Sunday, July 5, 2015

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U.Va. Administration Presents Funding Plan to Board of Visitors

University of Virginia administration presented a draft four-year University funding plan to the Board of Visitors’ Finance Committee on Wednesday.

The proposed plan includes a new tuition and fee strategy that calls for modest increases in base tuition for each of the next four years, coupled with differential tuition rates – additional costs depending on factors such as school or year of study – designed to give both the University and incoming students a clear sense of future costs.  

“This multi-year approach means that we can deliver sustained excellence by continually aligning resources with strategic priorities,” President Teresa A. Sullivan said at the meeting. “It allows us to be nimble and responsive, while delivering the best undergraduate experience in the world at a predictable price.”

Board members took no action on the plan at the meeting, but indicated that they would ask for additional information as they prepare to set tuition and fees for the upcoming 2013-14 academic year and set the year’s budget.

The proposed tuition and fee plan calls for a 2.9 percent increase for in-state undergraduate students for the 2013-14 academic year, and an increase of no more than 2.9 percent in each of the subsequent three years, said Executive Vice President and Chief Operating Officer Patrick Hogan. Those increases would represent smaller percentage increases than in recent years. The plan calls for additional annual increases of about 1 percent for out-of-state students.

“These modest and predictable base tuition increases for in-state students are not based on what the market will bear, but rather on the continued commitment to affordability,” Hogan said.

The proposal also outlines additional tuition costs to students in certain schools and in their third and fourth years at the University, when class sizes are smaller and the cost to educate an individual student is higher, Hogan said.

The meeting included presentations by Dean Carl Zeithaml of the McIntire School of Commerce – the only school at the University to currently employ differential tuition – as well as by Dean James A. Aylor of the School of Engineering and Applied Science, which currently charges a lab fee to students, and Dean Meredith Jung-En Woo of the College and Graduate School of Arts & Sciences, which is interested in employing differential tuition.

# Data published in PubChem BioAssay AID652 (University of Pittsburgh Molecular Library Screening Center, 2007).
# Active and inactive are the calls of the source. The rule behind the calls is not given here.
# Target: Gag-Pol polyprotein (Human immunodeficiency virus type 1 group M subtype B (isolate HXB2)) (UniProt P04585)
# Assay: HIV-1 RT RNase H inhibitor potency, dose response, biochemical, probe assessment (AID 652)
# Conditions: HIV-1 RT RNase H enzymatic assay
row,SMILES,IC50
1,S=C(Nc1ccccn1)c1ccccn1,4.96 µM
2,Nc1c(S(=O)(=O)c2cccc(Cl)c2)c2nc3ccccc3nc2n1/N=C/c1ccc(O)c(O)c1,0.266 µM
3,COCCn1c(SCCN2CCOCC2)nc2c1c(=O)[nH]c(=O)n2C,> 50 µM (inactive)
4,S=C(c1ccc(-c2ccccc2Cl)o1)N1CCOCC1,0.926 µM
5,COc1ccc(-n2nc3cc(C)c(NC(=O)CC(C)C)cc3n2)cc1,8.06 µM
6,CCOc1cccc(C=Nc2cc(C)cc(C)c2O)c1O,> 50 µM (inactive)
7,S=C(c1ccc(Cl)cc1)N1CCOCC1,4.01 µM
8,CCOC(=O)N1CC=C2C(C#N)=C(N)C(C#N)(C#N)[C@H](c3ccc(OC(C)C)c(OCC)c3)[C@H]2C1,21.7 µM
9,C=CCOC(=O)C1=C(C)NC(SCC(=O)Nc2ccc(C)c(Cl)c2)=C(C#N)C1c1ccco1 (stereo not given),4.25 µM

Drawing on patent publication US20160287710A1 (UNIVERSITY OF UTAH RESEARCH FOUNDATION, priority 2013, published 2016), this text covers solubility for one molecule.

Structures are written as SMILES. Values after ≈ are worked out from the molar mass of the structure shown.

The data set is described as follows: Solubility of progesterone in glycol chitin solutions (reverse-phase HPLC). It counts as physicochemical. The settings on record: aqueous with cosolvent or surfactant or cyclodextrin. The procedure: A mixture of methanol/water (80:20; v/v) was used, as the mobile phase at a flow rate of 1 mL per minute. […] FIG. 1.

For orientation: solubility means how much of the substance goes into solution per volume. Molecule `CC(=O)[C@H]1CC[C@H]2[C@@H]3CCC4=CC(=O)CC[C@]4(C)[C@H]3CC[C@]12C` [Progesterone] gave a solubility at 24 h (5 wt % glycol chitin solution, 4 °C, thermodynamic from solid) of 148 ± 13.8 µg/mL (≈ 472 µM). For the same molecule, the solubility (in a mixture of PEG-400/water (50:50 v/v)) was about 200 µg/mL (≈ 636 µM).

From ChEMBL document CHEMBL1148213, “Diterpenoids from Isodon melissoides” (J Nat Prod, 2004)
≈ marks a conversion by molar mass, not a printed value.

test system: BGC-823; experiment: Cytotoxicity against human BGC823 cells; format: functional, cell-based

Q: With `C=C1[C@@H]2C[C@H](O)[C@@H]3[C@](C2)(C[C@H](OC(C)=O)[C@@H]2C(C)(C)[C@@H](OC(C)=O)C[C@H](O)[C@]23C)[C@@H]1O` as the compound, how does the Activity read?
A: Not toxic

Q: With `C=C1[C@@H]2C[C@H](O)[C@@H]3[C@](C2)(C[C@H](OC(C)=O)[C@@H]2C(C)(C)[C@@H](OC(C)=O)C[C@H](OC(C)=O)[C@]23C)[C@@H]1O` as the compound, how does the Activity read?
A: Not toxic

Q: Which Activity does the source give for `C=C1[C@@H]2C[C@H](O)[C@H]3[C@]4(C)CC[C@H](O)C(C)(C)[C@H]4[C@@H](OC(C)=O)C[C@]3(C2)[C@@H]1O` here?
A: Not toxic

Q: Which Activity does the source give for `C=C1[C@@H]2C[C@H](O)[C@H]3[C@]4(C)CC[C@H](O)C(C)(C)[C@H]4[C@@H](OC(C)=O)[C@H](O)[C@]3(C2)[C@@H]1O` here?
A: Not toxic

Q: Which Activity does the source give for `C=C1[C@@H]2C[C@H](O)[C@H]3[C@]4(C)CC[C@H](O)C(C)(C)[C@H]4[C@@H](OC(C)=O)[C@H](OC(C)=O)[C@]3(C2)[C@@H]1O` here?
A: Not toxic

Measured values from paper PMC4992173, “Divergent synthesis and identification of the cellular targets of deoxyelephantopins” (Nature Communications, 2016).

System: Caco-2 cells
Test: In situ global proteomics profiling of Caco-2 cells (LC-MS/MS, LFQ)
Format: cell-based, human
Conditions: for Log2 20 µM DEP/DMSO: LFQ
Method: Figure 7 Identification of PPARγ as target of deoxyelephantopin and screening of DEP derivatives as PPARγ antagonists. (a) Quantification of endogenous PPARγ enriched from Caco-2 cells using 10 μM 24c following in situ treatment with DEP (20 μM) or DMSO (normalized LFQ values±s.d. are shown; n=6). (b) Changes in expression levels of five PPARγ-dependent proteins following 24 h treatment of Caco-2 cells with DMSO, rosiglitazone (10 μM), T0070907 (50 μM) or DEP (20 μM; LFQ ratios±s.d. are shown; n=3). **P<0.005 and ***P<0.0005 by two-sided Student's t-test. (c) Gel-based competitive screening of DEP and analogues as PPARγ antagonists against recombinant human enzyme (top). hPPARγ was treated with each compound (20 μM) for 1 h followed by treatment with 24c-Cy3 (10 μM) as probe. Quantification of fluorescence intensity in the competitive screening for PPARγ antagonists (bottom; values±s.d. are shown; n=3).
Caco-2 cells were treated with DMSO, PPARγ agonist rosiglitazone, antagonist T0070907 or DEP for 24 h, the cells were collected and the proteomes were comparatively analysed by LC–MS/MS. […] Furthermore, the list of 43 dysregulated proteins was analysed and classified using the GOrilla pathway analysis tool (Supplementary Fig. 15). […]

Zeithaml said differential tuition has been an asset to McIntire in recent years, and that the practice could potentially be employed elsewhere on Grounds.

“The reason I’m here today is to tell you that it’s working, and it’s working really well,” Zeithaml told the board.

All three deans cited differential tuition as a way to increase the services available to students, such as career services and advising, and shore up increasing costs such as technology. 

During the meeting, some board members expressed concern about increasing tuition or adopting a new model in which some students pay more than others. Rector Helen Dragas said she was glad that the administration developed the proposed four-year plan, but said she was reluctant to raise tuition during a period in which many Virginia families are not seeing comparable increases in earnings.

“I think we’re contemplating this as a question of tuition, and I think the core question is: How do we deliver a world-class education at a price that Virginians can afford? I think that’s our core mandated mission as a public university,” Dragas said.

Board member Frank Atkinson pointed out that the proposed 2.9 percent base tuition increase isn’t enough to keep pace with inflation plus cost increases mandated by the state government. It would take a tuition increase of about 5 percent to keep pace with those increases, he said.

The board has no immediate plans to vote on the four-year plan, but will set the tuition rate at a meeting of the full board later this month, and will vote to set next year’s budget at a meeting in May.

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